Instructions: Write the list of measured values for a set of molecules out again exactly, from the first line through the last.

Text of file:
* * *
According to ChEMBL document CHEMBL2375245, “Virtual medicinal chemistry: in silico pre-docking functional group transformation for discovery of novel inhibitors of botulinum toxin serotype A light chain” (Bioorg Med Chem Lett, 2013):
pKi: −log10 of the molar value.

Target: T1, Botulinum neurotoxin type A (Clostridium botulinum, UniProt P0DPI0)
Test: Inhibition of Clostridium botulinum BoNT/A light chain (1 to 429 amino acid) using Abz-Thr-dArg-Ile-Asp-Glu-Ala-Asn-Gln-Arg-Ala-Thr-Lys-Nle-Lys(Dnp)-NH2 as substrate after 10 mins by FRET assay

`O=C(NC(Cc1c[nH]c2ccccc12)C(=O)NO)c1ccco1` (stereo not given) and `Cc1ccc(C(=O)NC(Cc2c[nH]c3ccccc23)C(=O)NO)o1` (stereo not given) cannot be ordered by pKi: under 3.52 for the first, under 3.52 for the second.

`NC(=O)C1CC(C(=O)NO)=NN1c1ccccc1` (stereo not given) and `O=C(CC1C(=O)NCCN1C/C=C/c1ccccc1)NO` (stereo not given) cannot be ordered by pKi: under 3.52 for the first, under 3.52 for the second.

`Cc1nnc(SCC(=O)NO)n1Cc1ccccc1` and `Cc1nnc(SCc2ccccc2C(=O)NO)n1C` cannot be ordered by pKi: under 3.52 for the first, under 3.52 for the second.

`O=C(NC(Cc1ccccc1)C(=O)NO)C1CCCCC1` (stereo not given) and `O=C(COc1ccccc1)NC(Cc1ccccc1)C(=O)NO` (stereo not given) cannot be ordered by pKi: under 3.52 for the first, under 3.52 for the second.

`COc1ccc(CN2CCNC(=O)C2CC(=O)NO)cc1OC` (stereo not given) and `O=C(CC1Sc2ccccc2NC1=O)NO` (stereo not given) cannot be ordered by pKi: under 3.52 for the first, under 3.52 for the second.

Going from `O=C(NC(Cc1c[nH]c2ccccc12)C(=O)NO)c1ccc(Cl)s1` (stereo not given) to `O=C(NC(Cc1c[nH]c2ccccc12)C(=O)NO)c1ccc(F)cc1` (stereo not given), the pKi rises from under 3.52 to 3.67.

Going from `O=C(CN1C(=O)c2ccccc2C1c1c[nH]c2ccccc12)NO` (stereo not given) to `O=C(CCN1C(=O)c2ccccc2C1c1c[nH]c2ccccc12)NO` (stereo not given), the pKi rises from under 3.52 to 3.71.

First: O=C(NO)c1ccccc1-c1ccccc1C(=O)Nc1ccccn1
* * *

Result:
According to ChEMBL document CHEMBL2375245, “Virtual medicinal chemistry: in silico pre-docking functional group transformation for discovery of novel inhibitors of botulinum toxin serotype A light chain” (Bioorg Med Chem Lett, 2013):
pKi: −log10 of the molar value.

Target: T1, Botulinum neurotoxin type A (Clostridium botulinum, UniProt P0DPI0)
Test: Inhibition of Clostridium botulinum BoNT/A light chain (1 to 429 amino acid) using Abz-Thr-dArg-Ile-Asp-Glu-Ala-Asn-Gln-Arg-Ala-Thr-Lys-Nle-Lys(Dnp)-NH2 as substrate after 10 mins by FRET assay

`O=C(NC(Cc1c[nH]c2ccccc12)C(=O)NO)c1ccco1` (stereo not given) and `Cc1ccc(C(=O)NC(Cc2c[nH]c3ccccc23)C(=O)NO)o1` (stereo not given) cannot be ordered by pKi: under 3.52 for the first, under 3.52 for the second.

`NC(=O)C1CC(C(=O)NO)=NN1c1ccccc1` (stereo not given) and `O=C(CC1C(=O)NCCN1C/C=C/c1ccccc1)NO` (stereo not given) cannot be ordered by pKi: under 3.52 for the first, under 3.52 for the second.

`Cc1nnc(SCC(=O)NO)n1Cc1ccccc1` and `Cc1nnc(SCc2ccccc2C(=O)NO)n1C` cannot be ordered by pKi: under 3.52 for the first, under 3.52 for the second.

`O=C(NC(Cc1ccccc1)C(=O)NO)C1CCCCC1` (stereo not given) and `O=C(COc1ccccc1)NC(Cc1ccccc1)C(=O)NO` (stereo not given) cannot be ordered by pKi: under 3.52 for the first, under 3.52 for the second.

`COc1ccc(CN2CCNC(=O)C2CC(=O)NO)cc1OC` (stereo not given) and `O=C(CC1Sc2ccccc2NC1=O)NO` (stereo not given) cannot be ordered by pKi: under 3.52 for the first, under 3.52 for the second.

Going from `O=C(NC(Cc1c[nH]c2ccccc12)C(=O)NO)c1ccc(Cl)s1` (stereo not given) to `O=C(NC(Cc1c[nH]c2ccccc12)C(=O)NO)c1ccc(F)cc1` (stereo not given), the pKi rises from under 3.52 to 3.67.

Going from `O=C(CN1C(=O)c2ccccc2C1c1c[nH]c2ccccc12)NO` (stereo not given) to `O=C(CCN1C(=O)c2ccccc2C1c1c[nH]c2ccccc12)NO` (stereo not given), the pKi rises from under 3.52 to 3.71.

First: O=C(NO)c1ccccc1-c1ccccc1C(=O)Nc1ccccn1